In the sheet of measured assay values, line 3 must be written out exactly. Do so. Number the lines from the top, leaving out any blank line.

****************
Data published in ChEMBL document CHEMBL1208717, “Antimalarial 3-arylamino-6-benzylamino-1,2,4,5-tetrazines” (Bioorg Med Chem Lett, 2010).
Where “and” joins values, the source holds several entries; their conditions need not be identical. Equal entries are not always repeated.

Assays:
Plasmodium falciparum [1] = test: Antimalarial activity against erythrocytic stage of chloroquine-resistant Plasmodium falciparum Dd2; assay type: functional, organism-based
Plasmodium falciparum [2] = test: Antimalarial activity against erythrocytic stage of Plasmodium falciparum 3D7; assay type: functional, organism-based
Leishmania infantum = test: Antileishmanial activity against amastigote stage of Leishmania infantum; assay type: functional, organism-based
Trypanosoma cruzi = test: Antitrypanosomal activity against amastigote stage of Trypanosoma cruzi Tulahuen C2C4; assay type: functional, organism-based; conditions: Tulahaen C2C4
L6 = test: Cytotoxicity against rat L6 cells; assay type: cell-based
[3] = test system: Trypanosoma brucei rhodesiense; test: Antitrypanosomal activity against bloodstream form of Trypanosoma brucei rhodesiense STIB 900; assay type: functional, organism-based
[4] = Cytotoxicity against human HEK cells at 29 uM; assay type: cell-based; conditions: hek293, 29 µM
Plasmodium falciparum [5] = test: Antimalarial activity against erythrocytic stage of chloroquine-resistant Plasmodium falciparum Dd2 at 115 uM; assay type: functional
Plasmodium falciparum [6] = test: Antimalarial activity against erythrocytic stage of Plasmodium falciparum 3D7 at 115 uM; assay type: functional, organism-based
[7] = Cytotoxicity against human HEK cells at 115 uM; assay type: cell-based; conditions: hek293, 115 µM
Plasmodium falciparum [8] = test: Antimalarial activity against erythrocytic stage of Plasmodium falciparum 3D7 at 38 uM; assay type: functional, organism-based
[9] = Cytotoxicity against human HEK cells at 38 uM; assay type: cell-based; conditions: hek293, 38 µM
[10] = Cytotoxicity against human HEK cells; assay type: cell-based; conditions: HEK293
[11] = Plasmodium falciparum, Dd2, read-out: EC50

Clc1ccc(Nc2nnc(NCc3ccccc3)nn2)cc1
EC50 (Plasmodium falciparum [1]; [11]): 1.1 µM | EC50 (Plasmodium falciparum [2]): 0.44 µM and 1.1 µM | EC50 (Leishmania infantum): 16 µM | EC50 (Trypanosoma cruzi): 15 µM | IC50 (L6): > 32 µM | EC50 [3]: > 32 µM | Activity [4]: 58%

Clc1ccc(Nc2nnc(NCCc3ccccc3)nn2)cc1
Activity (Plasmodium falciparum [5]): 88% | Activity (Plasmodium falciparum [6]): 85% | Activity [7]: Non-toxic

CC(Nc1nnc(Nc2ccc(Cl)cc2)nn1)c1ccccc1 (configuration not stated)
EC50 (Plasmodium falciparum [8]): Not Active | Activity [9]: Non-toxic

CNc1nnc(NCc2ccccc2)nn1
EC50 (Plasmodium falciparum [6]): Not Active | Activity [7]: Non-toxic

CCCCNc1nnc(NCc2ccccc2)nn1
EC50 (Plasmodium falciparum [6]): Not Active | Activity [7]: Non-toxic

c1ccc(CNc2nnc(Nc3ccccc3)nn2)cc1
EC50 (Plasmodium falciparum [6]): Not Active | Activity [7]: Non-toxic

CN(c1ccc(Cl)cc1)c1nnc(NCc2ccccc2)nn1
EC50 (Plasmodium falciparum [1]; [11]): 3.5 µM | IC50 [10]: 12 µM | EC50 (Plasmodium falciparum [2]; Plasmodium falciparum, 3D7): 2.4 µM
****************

Assays: